MISSISSAUGA, Ont.— The recent brouhaha about Conservative candidate Justina McCaffrey — Should Andrew Scheer fully disown her? Must McCaffrey herself fully denounce her pal Faith Goldy and distance herself from Goldy’s hard right-wing views and past affiliation with white supremacists? — made me think about the nature of friendship.
Liberal Maryam Monsef, Canada’s first Muslim Cabinet minister, thoughtfully re-released on social media Saturday a 2013 video. At the time, the two women were apparently trying to pitch a reality show called A Wedding Dress For Everyone But Me, the “me” being McCaffrey, who is a wedding dress designer.
In it, the two are fairly hideous, albeit not in any white-power way.
McCaffrey complains that while she is all the time surrounded by “brides and brides” in her business, she hasn’t yet found a man she wants to marry, thus the lack of a need for one of her own fabulous creations.
At that point, Goldy takes over to explain that, “See, if you’re hot, smart, pretty and roll in the right crowds, I basically want to be your friend.” She’s not, she says, the jealous type, the clear inference that she herself is sufficiently hot that she’s not threatened by other hotties.
She and McCaffrey, Goldy says, are the closest thing to socialites in their town, though it’s vague about what town that is — McCaffrey’s Ottawa-area riding of Kanata-Carleton, or Ottawa itself. In any case, all any social event really needs, Goldy says, is the two of them.
Now McCaffrey didn’t help herself, or Scheer, by literally running away from reporters who wanted to ask about her friendship with Goldy, a speedy effort that was captured by a CBC camera.
Later that night, the Conservative war room issued a statement from McCaffrey in which she said, “This video is from 2013. I haven’t seen her in several years.”
It was not going to be enough; that was immediately clear.
Quickly, someone dug up a picture of the two women from 2017. Question: What is the definition of the word “several”? Answer: From Bill Clinton, what is the definition of the word “is”?
So on an overnight flight to British Columbia, Scheer held an unscheduled scrum on the plane, wherein he said that so long as a candidate “takes responsibility for what they said” and apologizes, he accepts “that people make mistakes in the past and can own up to that and accept that.” This won’t be a blanket policy, he said, in that past remarks will be judged on a case-by-case basis.
It seemed entirely sensible to me, but I’m betting it won’t be enough, not in 2019, and that either McCaffrey will have to publicly dump on Goldy from a great height, or Scheer may have to cut McCaffrey loose.
Such is the way of the modern world, and it’s not just an issue for the Tories, because all the major parties, and even the Greens, have had problematic candidates in this campaign — anti-Semitic remarks from a Liberal (the party apparently knew about his postings before they became public); a Green who joked about mailing pig parts to Muslim protestors, etc., etc.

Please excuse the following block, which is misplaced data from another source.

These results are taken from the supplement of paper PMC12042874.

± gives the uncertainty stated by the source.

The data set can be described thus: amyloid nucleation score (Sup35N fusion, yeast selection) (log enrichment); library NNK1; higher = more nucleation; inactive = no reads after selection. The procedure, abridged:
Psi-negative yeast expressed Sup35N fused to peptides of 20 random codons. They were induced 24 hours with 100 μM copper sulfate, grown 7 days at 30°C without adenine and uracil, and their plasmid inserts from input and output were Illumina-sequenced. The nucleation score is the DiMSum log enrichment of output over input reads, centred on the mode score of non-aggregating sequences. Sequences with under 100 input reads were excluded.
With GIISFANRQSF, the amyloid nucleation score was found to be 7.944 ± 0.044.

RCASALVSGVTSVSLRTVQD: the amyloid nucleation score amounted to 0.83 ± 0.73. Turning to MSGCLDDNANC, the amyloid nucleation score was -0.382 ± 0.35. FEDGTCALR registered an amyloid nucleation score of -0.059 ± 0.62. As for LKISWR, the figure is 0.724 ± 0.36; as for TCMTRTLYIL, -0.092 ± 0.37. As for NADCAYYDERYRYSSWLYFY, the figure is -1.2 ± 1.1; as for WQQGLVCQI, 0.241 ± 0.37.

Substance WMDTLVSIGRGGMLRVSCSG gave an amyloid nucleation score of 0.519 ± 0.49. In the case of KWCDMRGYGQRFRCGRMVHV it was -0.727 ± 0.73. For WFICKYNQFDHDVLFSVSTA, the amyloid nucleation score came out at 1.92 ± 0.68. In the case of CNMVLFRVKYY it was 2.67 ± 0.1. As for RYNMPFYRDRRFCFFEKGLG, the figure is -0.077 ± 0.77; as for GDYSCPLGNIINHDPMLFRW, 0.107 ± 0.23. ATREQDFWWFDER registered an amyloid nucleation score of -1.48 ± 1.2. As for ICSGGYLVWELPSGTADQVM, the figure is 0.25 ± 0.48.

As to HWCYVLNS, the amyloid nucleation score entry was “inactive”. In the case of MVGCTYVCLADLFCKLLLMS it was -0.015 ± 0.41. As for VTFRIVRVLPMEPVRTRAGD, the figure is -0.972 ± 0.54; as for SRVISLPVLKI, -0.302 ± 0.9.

But the McCaffrey/Goldy controversy is the first one to so directly touch upon the nature of friendship.
If you run for public office, should you be required to disavow controversial friends and their controversial views?
That would certainly put a big dent in a lot of my friendships. Most of my good pals are at the least progressives, and the dad of one, I believe I’m remembering correctly, was an actual card-carrying Communist.
Would I be expected to distance myself if I was a Conservative candidate? Would my friend with the Commie father renounce him and his views if she did (the chances of that range from zero to nada)? If she ran as a New Democrat, would she have to denounce her association with me?
One of my good friends was once convicted of a violent crime. When he got out of prison and was living in a halfway house, we had dinner weekly. When he got parole, he moved into my basement apartment.
He has been nothing but an outstanding citizen and man ever since, gainfully employed, tax-paying, nose clean.
I am terribly proud of him and love him to bits. Yet I’m reasonably sure that candidate Blatchford would have to publicly pronounce upon his crime and distance myself from him.
I believe in second and third chances, and for addicts, 25. I believe in my friends, as I hope they believe in me, no matter how different our political views might be. We have had some raging disagreements for sure but we remain friends.
There will never be a Candidate Blatchford, not that the country needs or wants one.
But as a hypothetical exercise, if you ever find yourself wondering about the calibre of those either leading the parties or running for office, ask yourself if one should be required to have the requisite cold, cold heart.
I hold no brief for Faith Goldy. Don’t know Justina McCaffrey. Don’t much like them from that video, but then, I’m not hot enough anyway. That said, I rather hope McCaffrey doesn’t throw Goldy any further under the bus and that Andrew Scheer doesn’t ask her to do so.
Copyright Postmedia Network Inc., 2019